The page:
Speakers Suggest More Study on Internet Gambling

Legislators from around the country were urged June 2 to study existing regulations in the United States and around the world before they alter their policy statement on Internet gambling.

The National Council of Legislators from Gaming States, during a meeting in Boston, took testimony during a two-hour hearing on Internet gambling. NCLGS, a pro-states' rights organization, for almost seven years has been opposed to Internet gambling on the grounds it interferes with the ability of states to regulate gaming within the borders.

Florida Sen. Steven Geller, president of NCLGS, said emerging technology and other issues have led the organization to consider re-establishing its position on Internet gambling. Congress currently is considering legislation that would stymie Internet gambling by outlawing use of credit to make bets.

Testimony taken at the hearing varied from outright opposition to Internet gambling to a call for Congress to form a commission to study the issue before it passes any laws. The pari-mutuel horse racing industry, meanwhile, has the only legal form of Internet wagering thanks to a 2000 amendment of the Interstate Horseracing Act that legalized account wagering across state lines.

The Department of Justice has argued interstate wagering on racing is prohibited under the federal Wire Act; the National Thoroughbred Racing Association and its lobbyists disagree with that assessment.

"This is not a question," said Greg Avioli, senior vice president of legislation and corporate planning for the NTRA. "It is in fact the law today. Don't be afraid of Internet gambling. The U.S. government will not be able to prohibit it or limit it to intrastate only. People would rather be legal than not be legal."

Legalization of Internet gambling has appeal in some quarters because the bets could be taxed; a member of Congress suggested such a plan during an April subcommittee hearing in Washington, D.C. Speakers noted countries such as Australia and Great Britain have had some success in legalizing the practice, and that even in the U.S., Oregon does so through its multi-jurisdictional betting hubs used by account wagering companies.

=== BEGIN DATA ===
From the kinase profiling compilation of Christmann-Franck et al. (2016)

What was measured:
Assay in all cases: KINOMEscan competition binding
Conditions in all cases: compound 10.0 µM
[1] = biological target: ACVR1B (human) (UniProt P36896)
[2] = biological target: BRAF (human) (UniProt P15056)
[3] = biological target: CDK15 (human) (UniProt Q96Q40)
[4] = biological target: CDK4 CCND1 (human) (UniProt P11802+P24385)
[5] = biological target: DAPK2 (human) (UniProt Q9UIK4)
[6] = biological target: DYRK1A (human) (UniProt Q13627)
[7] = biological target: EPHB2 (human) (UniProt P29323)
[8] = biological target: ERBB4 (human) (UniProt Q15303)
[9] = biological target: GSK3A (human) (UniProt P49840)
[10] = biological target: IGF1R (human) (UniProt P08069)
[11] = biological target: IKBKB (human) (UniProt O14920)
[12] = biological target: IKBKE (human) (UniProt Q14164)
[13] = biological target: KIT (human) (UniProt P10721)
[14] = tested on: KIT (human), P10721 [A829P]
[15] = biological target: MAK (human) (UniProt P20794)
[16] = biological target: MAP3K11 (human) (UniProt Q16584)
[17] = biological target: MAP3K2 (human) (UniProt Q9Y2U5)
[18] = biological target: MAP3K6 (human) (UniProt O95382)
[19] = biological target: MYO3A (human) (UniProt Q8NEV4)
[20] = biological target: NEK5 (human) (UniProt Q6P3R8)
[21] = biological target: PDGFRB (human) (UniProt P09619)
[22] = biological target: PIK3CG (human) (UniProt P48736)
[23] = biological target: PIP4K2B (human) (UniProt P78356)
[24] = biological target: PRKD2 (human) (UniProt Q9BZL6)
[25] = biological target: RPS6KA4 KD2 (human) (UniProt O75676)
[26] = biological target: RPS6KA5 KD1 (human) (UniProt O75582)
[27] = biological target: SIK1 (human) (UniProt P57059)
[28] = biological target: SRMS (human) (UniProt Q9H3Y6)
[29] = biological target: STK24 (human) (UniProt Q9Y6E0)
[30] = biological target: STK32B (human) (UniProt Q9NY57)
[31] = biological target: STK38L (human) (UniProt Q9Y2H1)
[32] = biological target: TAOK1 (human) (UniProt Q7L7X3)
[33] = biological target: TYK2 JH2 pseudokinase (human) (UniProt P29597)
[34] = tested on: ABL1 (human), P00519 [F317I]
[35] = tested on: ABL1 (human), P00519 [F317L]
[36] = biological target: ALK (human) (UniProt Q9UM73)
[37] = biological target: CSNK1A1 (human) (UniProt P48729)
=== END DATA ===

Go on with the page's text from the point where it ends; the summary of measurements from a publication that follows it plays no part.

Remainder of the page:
NCLGS members were particularly intrigued with testimony from Bill White of Global Cyber, a company that has developed a patented system to regulate Internet gambling. White said the protocol would establish where a gambler is located and deny access to online gaming if necessary, enable taxation of Internet gambling, help prevent problem gambling, and provide transparency for regulators.

"What's wrong with Internet gambling is the absence of regulation," White said. "What's wrong is you legislators and regulators can't get control of Internet gambling."

Judy Patterson, senior vice president and executive director of the American Gaming Association, a commercial casino trade group, said a study commissioned by the AGA suggested that a Congressional study commission is needed to tackle the issue. The AGA remains neutral on Internet gambling but does support the study, she said.

Patterson discussed the results of an AGA-commissioned survey of 552 Internet gamblers that revealed "confusion" by players. Only 19% of those surveyed realize, or are willing to admit, that online gambling is illegal in the U.S., the study showed.

In addition, the study indicated 55% of those surveyed believe online casinos find ways to cheat players, and 46% said they believe other people who bet online find ways to cheat.

Other Internet gamblers are taking a proactive approach. Testimony revealed that about 20,000 online poker players have formed an alliance to lobby Congress and protect their interests.

NCLGS will accept testimony on Internet gambling through Sept. 1. Geller said it's possible the organization could adopt a revised policy during its winter meeting in early 2007.